A Running Dog U.S. Lackey 

By Hugh Lunn, who slipped through the Bamboo Curtain into “Red China” back in 1965 – the decade before Australia finally recognised Chairman Mao’s communist regime.

When I decided in 1965, as a young naïve reporter, to try to wheedle my way through the “Bamboo Curtain” into “Red China” I came up against exactly the same semantic problems Scott Morrison suddenly encountered from China last week.

In 1965 China was a republic of 750million people but, even so, Australia refused to recognise the Communist government of Chairman Mao Tse-tung 16 years after his revolution. We recognised, instead, the small island of Formosa (now Taiwan) off the coast as the true government of China. 

So I was anxious to see what we were missing out on.

I dropped around to the Bank of China Building in Hong Kong, the Chinese Communist Party’s window on the outside world. It was opposite the Hong Kong Cricket Club where I had played for the Kowloon Cricket Club the day before and, aged 24, I decided to walk into the monastic foyer of the stone fortress.

Once past the pistol-packing Chinese guard I spoke to a woman at the reception desk.

How could an Australian like me get a Visa to go into China?

“You Australian are fashion-conscious coffee-shop-dwellers,” she replied.

“No, we drink tea.”

“Australian are renegades,” she said.

What could she mean?

“You Australian are running dog lackeys of the Yankee imperialist aggressors,” she carefully explained, as if I should have thought of it.

China back then was cut off from almost all the western world and so had developed their own peculiar brand of English – based on repeating acceptable government phrases (which couldn’t get you into trouble) over and over again… until even I knew them off by heart. 

What has become curious in the last week is that, after becoming very much a part of the world in the last 40 years, China has suddenly returned again to their strange Cold War isolationist Maoist lexicon of abuse that I thought had gone out with straw hats. Just the other day, the Chinese Communist Party newspaper Global Times made headline news by out-of-the-blue describing Australia as a “lackey “, a “US running dog”, and “a giant kangaroo that serves as a dog of the US”.

Similar phrases poured forth from the New China Newsagency and the official People’s Daily in 1965 – aggressive and old-fashioned English words strung together, like: “Ideological disdaining deviationist self-indulgent bourgeois experts”. One of my favourites was: “The United States is a paper tiger, which, like a rat crossing the street, is chased by every passer-by”.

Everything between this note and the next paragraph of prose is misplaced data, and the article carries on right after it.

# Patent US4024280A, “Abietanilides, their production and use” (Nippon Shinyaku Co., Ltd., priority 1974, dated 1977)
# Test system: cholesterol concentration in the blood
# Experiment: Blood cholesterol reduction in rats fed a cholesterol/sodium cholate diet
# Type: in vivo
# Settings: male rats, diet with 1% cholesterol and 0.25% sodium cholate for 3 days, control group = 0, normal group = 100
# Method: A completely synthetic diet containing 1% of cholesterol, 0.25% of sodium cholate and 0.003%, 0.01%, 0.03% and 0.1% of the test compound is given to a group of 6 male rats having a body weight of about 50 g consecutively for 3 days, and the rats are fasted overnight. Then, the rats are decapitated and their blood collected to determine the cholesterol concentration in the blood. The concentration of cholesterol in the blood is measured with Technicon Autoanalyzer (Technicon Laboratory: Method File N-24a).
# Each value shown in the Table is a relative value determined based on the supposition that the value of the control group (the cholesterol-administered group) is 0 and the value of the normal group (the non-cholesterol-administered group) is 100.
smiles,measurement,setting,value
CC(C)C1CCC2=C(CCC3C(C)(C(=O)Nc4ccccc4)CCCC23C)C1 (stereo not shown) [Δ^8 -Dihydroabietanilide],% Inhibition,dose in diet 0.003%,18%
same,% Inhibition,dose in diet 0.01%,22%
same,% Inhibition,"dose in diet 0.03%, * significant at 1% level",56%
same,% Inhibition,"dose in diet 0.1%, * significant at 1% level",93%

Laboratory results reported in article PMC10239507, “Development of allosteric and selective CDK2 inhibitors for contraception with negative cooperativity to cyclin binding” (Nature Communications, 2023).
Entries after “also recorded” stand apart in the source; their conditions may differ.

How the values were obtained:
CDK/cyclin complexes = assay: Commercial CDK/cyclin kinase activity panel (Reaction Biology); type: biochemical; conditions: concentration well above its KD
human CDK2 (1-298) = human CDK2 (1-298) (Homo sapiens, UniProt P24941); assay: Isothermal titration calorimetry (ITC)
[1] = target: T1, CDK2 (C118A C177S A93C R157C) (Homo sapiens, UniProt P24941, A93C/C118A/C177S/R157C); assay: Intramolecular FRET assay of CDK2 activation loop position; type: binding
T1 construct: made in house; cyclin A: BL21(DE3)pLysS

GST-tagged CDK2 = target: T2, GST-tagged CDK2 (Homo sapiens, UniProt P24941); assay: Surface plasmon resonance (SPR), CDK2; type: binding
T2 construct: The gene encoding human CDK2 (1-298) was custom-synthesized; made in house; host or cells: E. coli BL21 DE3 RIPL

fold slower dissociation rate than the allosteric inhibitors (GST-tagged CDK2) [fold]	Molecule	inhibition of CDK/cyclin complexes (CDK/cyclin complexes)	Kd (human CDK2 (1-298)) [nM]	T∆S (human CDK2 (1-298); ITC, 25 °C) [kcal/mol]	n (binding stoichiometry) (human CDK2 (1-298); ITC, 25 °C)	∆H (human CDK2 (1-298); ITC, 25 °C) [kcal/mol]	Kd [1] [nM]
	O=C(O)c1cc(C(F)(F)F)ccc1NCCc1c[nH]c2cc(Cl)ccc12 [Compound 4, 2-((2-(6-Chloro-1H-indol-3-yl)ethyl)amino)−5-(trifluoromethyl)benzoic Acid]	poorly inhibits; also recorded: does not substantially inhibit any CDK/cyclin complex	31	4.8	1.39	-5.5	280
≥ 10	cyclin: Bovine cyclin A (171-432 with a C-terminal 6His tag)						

Scott Morrison will know he’s in very real political trouble if they start calling him a “double-dealing capitalist roader running-dog puppet lackey”. 

So I left my Australian passport with the woman at the front desk hoping for the best. 


On my second uninvited visit to the Bank of China Building a few weeks later – because I had received a letter from Moscow re my planned rail trip — I got to see a higher-up official with his own office, a Mr Kiat.

“So Hu Loon,” he said, “your passport says you are a journalist. So you must know Australia does not recognise that our glorious Chinese Republic exists. So your passport is not valid” – and he slid my blue document back across his desk as if it were contaminated.

I had been chastised by my Hong Kong colleague, the famous hard-drinking Sydney journalist Steve Dunleavy, for having “journalist” in my passport. Steve — a reporter by day and a bouncer in Hong Kong’s red light district by night – was adamant. “Mate, mate!” Steve said. “The smart journo lists himself in his passport as a librarian or a history teacher or a lawyer or something else innocuous.” 

This was a mistake I was going to have to overcome.

Knowing that the Brits continued to recognise China and even pushed for it to be admitted to the UN instead of Formosa, I told Mr Kiat: “But this is a British Passport,” and I showed him on the cover at the bottom in capital letters where it clearly said BRITISH PASSPORTand I showed him the gold Royal Crown on top and read from the inside cover: “In the name of Her Majesty Elizabeth the Second, Queen of the United Kingdom and of Australia, I request all those whom it may concern to allow the bearer to pass freely without let or hindrance…”

The Communist official was unfazed. He leaned across his desk and delivered his riposte. “So Britain is your capitalist landlord, Hu Loon,” Mr Kiat said. “Do Australians live under Colonial extortion with an unequal treaty like Hong Kong?’